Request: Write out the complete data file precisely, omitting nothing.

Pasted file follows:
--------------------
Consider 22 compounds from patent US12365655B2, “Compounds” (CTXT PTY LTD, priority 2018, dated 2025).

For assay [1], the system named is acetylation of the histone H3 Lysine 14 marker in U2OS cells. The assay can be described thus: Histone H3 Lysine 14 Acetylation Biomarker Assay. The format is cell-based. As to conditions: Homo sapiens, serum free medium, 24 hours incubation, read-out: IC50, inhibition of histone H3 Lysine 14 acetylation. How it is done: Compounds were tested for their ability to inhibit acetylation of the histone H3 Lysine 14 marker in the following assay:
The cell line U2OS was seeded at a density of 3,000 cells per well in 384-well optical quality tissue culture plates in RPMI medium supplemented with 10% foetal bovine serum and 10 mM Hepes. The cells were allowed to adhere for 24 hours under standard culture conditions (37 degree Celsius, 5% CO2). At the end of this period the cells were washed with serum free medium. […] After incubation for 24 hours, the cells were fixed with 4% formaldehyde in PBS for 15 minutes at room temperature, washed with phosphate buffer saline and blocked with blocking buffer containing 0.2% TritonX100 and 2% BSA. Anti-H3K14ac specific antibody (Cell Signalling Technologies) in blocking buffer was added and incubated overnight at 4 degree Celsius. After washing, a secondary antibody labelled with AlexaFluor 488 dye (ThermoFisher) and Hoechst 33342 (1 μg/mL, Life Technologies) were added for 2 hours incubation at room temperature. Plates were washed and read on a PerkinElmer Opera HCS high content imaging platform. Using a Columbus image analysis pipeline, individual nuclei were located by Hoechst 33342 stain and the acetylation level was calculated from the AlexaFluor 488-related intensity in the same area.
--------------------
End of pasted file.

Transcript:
Consider 22 compounds from patent US12365655B2, “Compounds” (CTXT PTY LTD, priority 2018, dated 2025).

For assay [1], the system named is acetylation of the histone H3 Lysine 14 marker in U2OS cells. The assay can be described thus: Histone H3 Lysine 14 Acetylation Biomarker Assay. The format is cell-based. As to conditions: Homo sapiens, serum free medium, 24 hours incubation, read-out: IC50, inhibition of histone H3 Lysine 14 acetylation. How it is done: Compounds were tested for their ability to inhibit acetylation of the histone H3 Lysine 14 marker in the following assay:
The cell line U2OS was seeded at a density of 3,000 cells per well in 384-well optical quality tissue culture plates in RPMI medium supplemented with 10% foetal bovine serum and 10 mM Hepes. The cells were allowed to adhere for 24 hours under standard culture conditions (37 degree Celsius, 5% CO2). At the end of this period the cells were washed with serum free medium. […] After incubation for 24 hours, the cells were fixed with 4% formaldehyde in PBS for 15 minutes at room temperature, washed with phosphate buffer saline and blocked with blocking buffer containing 0.2% TritonX100 and 2% BSA. Anti-H3K14ac specific antibody (Cell Signalling Technologies) in blocking buffer was added and incubated overnight at 4 degree Celsius. After washing, a secondary antibody labelled with AlexaFluor 488 dye (ThermoFisher) and Hoechst 33342 (1 μg/mL, Life Technologies) were added for 2 hours incubation at room temperature. Plates were washed and read on a PerkinElmer Opera HCS high content imaging platform. Using a Columbus image analysis pipeline, individual nuclei were located by Hoechst 33342 stain and the acetylation level was calculated from the AlexaFluor 488-related intensity in the same area.